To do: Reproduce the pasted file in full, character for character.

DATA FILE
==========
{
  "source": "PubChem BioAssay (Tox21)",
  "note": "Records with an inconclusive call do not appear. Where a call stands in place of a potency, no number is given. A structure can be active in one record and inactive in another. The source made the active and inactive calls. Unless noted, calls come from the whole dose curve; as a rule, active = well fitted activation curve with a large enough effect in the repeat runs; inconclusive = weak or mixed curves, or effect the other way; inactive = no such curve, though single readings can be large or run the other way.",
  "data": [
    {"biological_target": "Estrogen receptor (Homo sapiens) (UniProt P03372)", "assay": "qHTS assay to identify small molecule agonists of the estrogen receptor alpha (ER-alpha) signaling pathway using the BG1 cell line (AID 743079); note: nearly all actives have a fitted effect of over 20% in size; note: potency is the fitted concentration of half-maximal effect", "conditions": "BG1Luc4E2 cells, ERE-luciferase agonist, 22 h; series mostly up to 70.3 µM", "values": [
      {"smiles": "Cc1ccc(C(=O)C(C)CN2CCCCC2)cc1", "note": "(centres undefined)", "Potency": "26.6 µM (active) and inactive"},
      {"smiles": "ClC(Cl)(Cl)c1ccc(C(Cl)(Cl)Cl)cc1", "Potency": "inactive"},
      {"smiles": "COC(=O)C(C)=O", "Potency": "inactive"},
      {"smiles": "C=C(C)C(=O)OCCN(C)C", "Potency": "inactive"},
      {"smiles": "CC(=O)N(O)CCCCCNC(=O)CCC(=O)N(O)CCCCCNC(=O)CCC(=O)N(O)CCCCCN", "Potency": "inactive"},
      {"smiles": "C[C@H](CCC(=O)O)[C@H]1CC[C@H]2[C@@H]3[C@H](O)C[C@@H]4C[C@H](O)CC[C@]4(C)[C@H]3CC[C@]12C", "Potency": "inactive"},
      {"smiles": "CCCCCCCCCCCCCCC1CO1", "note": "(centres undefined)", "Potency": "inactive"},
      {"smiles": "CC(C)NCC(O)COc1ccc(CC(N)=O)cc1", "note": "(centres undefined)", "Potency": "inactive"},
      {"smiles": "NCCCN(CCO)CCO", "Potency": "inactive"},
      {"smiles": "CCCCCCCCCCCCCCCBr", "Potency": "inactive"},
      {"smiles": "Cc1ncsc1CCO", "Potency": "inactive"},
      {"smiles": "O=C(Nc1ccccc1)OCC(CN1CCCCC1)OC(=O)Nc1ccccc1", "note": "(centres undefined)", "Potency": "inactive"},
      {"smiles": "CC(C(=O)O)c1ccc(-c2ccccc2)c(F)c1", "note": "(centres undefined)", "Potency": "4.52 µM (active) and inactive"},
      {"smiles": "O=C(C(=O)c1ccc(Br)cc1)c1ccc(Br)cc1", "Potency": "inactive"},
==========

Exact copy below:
{
  "source": "PubChem BioAssay (Tox21)",
  "note": "Records with an inconclusive call do not appear. Where a call stands in place of a potency, no number is given. A structure can be active in one record and inactive in another. The source made the active and inactive calls. Unless noted, calls come from the whole dose curve; as a rule, active = well fitted activation curve with a large enough effect in the repeat runs; inconclusive = weak or mixed curves, or effect the other way; inactive = no such curve, though single readings can be large or run the other way.",
  "data": [
    {"biological_target": "Estrogen receptor (Homo sapiens) (UniProt P03372)", "assay": "qHTS assay to identify small molecule agonists of the estrogen receptor alpha (ER-alpha) signaling pathway using the BG1 cell line (AID 743079); note: nearly all actives have a fitted effect of over 20% in size; note: potency is the fitted concentration of half-maximal effect", "conditions": "BG1Luc4E2 cells, ERE-luciferase agonist, 22 h; series mostly up to 70.3 µM", "values": [
      {"smiles": "Cc1ccc(C(=O)C(C)CN2CCCCC2)cc1", "note": "(centres undefined)", "Potency": "26.6 µM (active) and inactive"},
      {"smiles": "ClC(Cl)(Cl)c1ccc(C(Cl)(Cl)Cl)cc1", "Potency": "inactive"},
      {"smiles": "COC(=O)C(C)=O", "Potency": "inactive"},
      {"smiles": "C=C(C)C(=O)OCCN(C)C", "Potency": "inactive"},
      {"smiles": "CC(=O)N(O)CCCCCNC(=O)CCC(=O)N(O)CCCCCNC(=O)CCC(=O)N(O)CCCCCN", "Potency": "inactive"},
      {"smiles": "C[C@H](CCC(=O)O)[C@H]1CC[C@H]2[C@@H]3[C@H](O)C[C@@H]4C[C@H](O)CC[C@]4(C)[C@H]3CC[C@]12C", "Potency": "inactive"},
      {"smiles": "CCCCCCCCCCCCCCC1CO1", "note": "(centres undefined)", "Potency": "inactive"},
      {"smiles": "CC(C)NCC(O)COc1ccc(CC(N)=O)cc1", "note": "(centres undefined)", "Potency": "inactive"},
      {"smiles": "NCCCN(CCO)CCO", "Potency": "inactive"},
      {"smiles": "CCCCCCCCCCCCCCCBr", "Potency": "inactive"},
      {"smiles": "Cc1ncsc1CCO", "Potency": "inactive"},
      {"smiles": "O=C(Nc1ccccc1)OCC(CN1CCCCC1)OC(=O)Nc1ccccc1", "note": "(centres undefined)", "Potency": "inactive"},
      {"smiles": "CC(C(=O)O)c1ccc(-c2ccccc2)c(F)c1", "note": "(centres undefined)", "Potency": "4.52 µM (active) and inactive"},
      {"smiles": "O=C(C(=O)c1ccc(Br)cc1)c1ccc(Br)cc1", "Potency": "inactive"},